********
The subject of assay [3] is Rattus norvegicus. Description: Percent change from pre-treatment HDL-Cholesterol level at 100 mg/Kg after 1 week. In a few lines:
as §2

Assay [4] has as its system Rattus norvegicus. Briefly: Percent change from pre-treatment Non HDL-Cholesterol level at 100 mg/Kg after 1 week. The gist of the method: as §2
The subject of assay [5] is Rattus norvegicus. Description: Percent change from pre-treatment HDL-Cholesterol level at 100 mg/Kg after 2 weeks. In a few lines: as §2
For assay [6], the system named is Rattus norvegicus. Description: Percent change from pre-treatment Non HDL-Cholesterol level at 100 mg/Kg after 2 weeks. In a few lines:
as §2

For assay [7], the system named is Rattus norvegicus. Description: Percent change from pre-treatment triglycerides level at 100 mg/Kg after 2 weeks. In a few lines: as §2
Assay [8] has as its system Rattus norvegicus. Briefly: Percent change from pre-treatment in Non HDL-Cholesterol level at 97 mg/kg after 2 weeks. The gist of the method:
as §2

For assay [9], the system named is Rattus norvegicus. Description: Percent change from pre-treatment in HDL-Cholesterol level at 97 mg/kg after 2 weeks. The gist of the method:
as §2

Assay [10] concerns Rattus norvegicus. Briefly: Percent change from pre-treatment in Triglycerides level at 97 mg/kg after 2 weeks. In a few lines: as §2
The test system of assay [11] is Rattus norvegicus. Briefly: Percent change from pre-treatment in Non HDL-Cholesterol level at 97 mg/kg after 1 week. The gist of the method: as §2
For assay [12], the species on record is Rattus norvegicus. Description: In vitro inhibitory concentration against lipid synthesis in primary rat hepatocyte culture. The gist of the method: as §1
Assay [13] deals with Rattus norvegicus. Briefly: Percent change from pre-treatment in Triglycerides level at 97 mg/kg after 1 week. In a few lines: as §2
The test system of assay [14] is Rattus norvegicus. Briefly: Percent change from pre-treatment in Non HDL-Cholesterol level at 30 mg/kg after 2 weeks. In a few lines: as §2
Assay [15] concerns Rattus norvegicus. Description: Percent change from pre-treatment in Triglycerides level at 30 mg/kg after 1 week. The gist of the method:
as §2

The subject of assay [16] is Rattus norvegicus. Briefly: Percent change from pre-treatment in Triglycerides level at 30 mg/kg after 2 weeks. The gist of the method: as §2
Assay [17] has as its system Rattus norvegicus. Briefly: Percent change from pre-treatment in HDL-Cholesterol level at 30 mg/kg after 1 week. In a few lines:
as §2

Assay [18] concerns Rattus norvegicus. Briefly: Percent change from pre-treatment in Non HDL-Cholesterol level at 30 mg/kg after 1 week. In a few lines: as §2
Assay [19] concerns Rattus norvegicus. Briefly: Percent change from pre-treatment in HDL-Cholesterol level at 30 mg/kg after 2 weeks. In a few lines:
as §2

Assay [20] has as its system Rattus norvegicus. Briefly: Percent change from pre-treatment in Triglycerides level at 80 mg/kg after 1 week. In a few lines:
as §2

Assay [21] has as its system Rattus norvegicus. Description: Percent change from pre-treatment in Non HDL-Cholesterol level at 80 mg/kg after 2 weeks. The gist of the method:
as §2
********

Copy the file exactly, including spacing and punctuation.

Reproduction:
The subject of assay [3] is Rattus norvegicus. Description: Percent change from pre-treatment HDL-Cholesterol level at 100 mg/Kg after 1 week. In a few lines:
as §2

Assay [4] has as its system Rattus norvegicus. Briefly: Percent change from pre-treatment Non HDL-Cholesterol level at 100 mg/Kg after 1 week. The gist of the method: as §2
The subject of assay [5] is Rattus norvegicus. Description: Percent change from pre-treatment HDL-Cholesterol level at 100 mg/Kg after 2 weeks. In a few lines: as §2
For assay [6], the system named is Rattus norvegicus. Description: Percent change from pre-treatment Non HDL-Cholesterol level at 100 mg/Kg after 2 weeks. In a few lines:
as §2

For assay [7], the system named is Rattus norvegicus. Description: Percent change from pre-treatment triglycerides level at 100 mg/Kg after 2 weeks. In a few lines: as §2
Assay [8] has as its system Rattus norvegicus. Briefly: Percent change from pre-treatment in Non HDL-Cholesterol level at 97 mg/kg after 2 weeks. The gist of the method:
as §2

For assay [9], the system named is Rattus norvegicus. Description: Percent change from pre-treatment in HDL-Cholesterol level at 97 mg/kg after 2 weeks. The gist of the method:
as §2

Assay [10] concerns Rattus norvegicus. Briefly: Percent change from pre-treatment in Triglycerides level at 97 mg/kg after 2 weeks. In a few lines: as §2
The test system of assay [11] is Rattus norvegicus. Briefly: Percent change from pre-treatment in Non HDL-Cholesterol level at 97 mg/kg after 1 week. The gist of the method: as §2
For assay [12], the species on record is Rattus norvegicus. Description: In vitro inhibitory concentration against lipid synthesis in primary rat hepatocyte culture. The gist of the method: as §1
Assay [13] deals with Rattus norvegicus. Briefly: Percent change from pre-treatment in Triglycerides level at 97 mg/kg after 1 week. In a few lines: as §2
The test system of assay [14] is Rattus norvegicus. Briefly: Percent change from pre-treatment in Non HDL-Cholesterol level at 30 mg/kg after 2 weeks. In a few lines: as §2
Assay [15] concerns Rattus norvegicus. Description: Percent change from pre-treatment in Triglycerides level at 30 mg/kg after 1 week. The gist of the method:
as §2

The subject of assay [16] is Rattus norvegicus. Briefly: Percent change from pre-treatment in Triglycerides level at 30 mg/kg after 2 weeks. The gist of the method: as §2
Assay [17] has as its system Rattus norvegicus. Briefly: Percent change from pre-treatment in HDL-Cholesterol level at 30 mg/kg after 1 week. In a few lines:
as §2

Assay [18] concerns Rattus norvegicus. Briefly: Percent change from pre-treatment in Non HDL-Cholesterol level at 30 mg/kg after 1 week. In a few lines: as §2
Assay [19] concerns Rattus norvegicus. Briefly: Percent change from pre-treatment in HDL-Cholesterol level at 30 mg/kg after 2 weeks. In a few lines:
as §2

Assay [20] has as its system Rattus norvegicus. Briefly: Percent change from pre-treatment in Triglycerides level at 80 mg/kg after 1 week. In a few lines:
as §2

Assay [21] has as its system Rattus norvegicus. Description: Percent change from pre-treatment in Non HDL-Cholesterol level at 80 mg/kg after 2 weeks. The gist of the method:
as §2